For 2000 years, this point of two men with Jesus in Emmaus has been unchallenged by the most reputable scholars of the church. That means something too. I don’t think it is only Sister Joan Sobola’s agenda, because others clamor and follow too. Fundamental to the movement to ordain women is to place them where they are not permitted to be. It doesn’t surprise me that others see such an agenda. But it also seems that the artist did little research and either stumbled into his display or was told to do so to advance an inappropriate gender agenda. Of course I can’t say; I wasn’t there, but it is a departure from tradition that seems to be without sound reason.

    Finally, no one seems to have commented on the blond hair which seems quite out of place in the Semitic culture. What is that about? If it is being claimed to be an angel, I would have as much trouble with that interpretation as saying it is a woman.

  31. avatar annonymouse says:

    I’ve read what Bernie wrote, and now I’ve read it again. And I’ve read what you’ve written. I’m not going to say (nor have I said) that you’re wrong, only that these arguments are unconvincing, and that whether the second disciple was male or female we cannot know or prove. For 2000 years, there has been no official position of the Church on whether the second disciple was male or female.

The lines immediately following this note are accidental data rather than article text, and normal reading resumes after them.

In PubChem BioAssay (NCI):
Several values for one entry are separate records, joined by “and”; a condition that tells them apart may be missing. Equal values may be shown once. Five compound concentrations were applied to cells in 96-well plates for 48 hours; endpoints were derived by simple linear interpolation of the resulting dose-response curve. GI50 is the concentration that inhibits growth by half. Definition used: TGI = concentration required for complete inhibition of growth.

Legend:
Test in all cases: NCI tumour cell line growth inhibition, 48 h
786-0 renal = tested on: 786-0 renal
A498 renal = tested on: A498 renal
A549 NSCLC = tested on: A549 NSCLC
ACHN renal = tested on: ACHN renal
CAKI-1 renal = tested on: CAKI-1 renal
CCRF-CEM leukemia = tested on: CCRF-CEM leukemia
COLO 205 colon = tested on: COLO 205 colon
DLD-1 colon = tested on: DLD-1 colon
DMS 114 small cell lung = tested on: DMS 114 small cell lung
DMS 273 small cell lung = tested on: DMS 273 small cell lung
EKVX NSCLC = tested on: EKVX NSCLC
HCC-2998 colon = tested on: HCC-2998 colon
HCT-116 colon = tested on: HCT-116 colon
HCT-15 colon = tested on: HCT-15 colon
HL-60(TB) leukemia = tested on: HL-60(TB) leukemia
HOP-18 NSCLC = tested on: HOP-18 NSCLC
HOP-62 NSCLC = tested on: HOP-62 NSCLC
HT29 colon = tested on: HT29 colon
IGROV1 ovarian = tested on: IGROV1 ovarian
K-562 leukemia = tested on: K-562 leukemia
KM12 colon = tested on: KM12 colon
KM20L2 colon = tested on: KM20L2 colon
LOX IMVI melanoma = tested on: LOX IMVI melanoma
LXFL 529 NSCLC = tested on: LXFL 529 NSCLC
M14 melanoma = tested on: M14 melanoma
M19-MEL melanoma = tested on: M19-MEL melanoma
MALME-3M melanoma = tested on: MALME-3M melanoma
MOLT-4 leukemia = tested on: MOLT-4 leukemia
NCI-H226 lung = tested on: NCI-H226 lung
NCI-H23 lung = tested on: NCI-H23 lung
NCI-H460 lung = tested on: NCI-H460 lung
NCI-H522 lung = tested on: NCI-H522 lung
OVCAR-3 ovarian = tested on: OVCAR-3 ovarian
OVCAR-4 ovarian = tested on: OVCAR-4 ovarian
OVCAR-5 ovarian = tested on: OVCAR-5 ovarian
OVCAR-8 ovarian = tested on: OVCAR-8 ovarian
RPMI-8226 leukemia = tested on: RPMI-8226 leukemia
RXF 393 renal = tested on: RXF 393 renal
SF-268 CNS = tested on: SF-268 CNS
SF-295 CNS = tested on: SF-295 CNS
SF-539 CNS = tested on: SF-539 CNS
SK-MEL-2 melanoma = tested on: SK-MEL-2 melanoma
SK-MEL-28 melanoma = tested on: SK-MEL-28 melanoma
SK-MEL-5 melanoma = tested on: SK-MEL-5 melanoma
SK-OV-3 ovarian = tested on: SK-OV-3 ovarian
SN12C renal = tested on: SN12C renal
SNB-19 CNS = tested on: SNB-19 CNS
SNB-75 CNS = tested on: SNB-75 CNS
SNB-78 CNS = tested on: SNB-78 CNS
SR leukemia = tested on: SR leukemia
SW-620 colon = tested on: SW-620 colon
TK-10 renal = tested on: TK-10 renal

You are making a huge leap to say that the other disciple must have been an apostle (there was no other Mass in between). Your assumption is that the only way one would recognize Jesus in the breaking of the bread is from previous experience – a specious assumption. You also assume that there were only the twelve male apostles present at the Last Supper – also questionable. Cleopas recognized Jesus in the breaking of the bread and the gospels make no mention of his presence on Thursday night. Who’s to say who else might have been there (we know who was, but who’s to say that was an exhaustive list, especially since the Gospels were written 30-50 years after the Resurrection)?

    With respect to your assertion that “surely if there had been a woman there, Luke would have said so” again, mere conjecture on your part.